Virus-induced cell fusion has been examined in a series of stable cell lines which were originally selected for resistance to the fusogenic effects of polyethylene glycol (PEG). For a wide variety of viruses, including murine hepatitis virus (a coronavirus), vesicular stomatitis virus (a rhabdovirus), and two paramyxoviruses (Sendai virus and SV5), susceptibility to virus-induced fusion was found to be inversely correlated with susceptibility to PEG-induced fusion. This phenomenon was observed both for cell fusion occurring in the course of viral infection and for fusion induced "from without" by the addition of high titers of noninfectious or inactivated virus. The fusion-altered cell lines (fusible by virus but not by PEG) are characterized by their unusual lipid composition, including marked elevation of saturated fatty acids and the presence of an unusual ether-linked neutral lipid. To test the association between lipid composition and fusion, acyl chain saturation was manipulated by supplementing the culture medium with exogenous fatty acids. In such experiments, it was possible to control the responses of these cells to both viral and chemical fusogens. Increasing the cellular content of saturated fatty acyl chains increased the susceptibility of cells to viral fusion and decreased susceptibility to PEG-induced fusion, whereas lowering fatty acid saturation had the opposite effect. Thus, parallel cultures of cells can be either driven toward the PEG-fusible/virus-fusion-resistant phenotype of the parental cells or rendered susceptible to viral fusion but resistant to PEG-induced fusion, solely by the alteration of cellular lipids. The ability of cellular lipid composition to regulate virus-induced membrane fusion suggests a possible role for lipids in viral infection and pathogenesis.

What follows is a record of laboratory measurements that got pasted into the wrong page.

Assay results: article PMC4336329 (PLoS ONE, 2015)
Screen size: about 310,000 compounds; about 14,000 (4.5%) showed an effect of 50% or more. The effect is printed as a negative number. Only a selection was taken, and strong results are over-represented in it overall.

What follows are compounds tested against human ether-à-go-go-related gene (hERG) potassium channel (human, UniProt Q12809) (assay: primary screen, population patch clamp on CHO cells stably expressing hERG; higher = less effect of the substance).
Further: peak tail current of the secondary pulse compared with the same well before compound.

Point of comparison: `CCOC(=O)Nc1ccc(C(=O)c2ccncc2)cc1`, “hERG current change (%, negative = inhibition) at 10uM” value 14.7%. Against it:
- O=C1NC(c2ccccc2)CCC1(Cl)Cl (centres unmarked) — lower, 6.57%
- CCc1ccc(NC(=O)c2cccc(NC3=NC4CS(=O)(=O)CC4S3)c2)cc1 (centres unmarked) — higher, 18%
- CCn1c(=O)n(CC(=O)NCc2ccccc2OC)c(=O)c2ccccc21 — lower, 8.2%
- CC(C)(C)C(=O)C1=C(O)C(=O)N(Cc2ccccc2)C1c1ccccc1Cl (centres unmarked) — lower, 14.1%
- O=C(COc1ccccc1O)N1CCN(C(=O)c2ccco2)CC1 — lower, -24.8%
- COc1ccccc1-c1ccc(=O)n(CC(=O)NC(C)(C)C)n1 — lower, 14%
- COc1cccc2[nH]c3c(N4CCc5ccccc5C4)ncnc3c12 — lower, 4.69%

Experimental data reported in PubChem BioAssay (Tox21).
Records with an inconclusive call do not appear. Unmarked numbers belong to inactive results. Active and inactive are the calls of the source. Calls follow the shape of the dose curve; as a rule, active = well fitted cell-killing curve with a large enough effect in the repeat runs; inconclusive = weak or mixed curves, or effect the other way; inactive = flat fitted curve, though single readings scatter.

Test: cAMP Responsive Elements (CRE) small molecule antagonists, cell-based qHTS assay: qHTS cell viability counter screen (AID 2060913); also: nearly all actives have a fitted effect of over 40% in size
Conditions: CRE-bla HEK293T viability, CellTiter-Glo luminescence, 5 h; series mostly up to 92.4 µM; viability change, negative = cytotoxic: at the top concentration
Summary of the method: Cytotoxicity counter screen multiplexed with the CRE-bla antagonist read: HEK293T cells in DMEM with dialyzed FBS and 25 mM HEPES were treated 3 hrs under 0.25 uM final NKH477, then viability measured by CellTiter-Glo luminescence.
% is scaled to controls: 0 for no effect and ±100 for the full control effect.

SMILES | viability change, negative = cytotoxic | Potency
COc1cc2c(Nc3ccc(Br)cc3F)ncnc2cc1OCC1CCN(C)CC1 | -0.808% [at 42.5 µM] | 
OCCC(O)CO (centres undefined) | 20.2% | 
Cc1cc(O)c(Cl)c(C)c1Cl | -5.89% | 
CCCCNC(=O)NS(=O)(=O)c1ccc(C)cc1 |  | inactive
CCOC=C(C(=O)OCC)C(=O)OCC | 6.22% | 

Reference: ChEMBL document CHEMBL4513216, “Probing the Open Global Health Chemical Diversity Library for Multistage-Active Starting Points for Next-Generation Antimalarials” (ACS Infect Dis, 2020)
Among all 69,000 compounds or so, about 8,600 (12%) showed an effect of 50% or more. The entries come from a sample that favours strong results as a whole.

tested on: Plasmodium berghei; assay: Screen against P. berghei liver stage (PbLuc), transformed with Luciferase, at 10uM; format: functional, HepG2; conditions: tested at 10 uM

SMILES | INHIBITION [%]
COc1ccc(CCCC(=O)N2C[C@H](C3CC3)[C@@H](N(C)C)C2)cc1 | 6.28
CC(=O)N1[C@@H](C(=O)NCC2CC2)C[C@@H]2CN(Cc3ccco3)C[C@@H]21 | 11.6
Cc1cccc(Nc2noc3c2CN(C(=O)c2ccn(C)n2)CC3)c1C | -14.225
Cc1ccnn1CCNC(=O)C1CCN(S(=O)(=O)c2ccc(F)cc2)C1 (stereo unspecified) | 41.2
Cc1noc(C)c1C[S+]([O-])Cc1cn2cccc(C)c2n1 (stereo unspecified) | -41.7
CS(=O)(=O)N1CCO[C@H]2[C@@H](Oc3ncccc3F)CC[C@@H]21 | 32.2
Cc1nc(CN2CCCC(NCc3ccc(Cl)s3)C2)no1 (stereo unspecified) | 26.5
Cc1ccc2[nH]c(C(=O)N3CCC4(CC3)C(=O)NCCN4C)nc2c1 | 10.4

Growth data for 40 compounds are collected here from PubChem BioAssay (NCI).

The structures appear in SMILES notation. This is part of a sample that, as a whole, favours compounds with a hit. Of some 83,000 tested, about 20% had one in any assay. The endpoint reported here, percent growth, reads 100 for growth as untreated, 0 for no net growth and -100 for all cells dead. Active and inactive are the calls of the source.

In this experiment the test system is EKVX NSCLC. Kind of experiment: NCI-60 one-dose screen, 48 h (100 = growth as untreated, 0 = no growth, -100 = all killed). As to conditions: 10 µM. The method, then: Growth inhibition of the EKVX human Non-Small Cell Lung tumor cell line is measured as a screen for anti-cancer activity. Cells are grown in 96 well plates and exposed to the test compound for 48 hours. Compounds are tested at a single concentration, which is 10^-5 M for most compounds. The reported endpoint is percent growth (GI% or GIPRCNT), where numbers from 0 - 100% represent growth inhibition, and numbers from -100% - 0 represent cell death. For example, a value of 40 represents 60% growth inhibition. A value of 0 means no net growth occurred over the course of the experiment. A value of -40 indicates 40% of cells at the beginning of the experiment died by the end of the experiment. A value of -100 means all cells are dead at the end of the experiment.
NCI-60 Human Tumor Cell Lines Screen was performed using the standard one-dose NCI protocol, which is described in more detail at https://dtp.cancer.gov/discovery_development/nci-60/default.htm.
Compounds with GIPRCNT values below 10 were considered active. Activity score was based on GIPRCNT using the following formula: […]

ASJC Scopus subject areas
- Infectious Diseases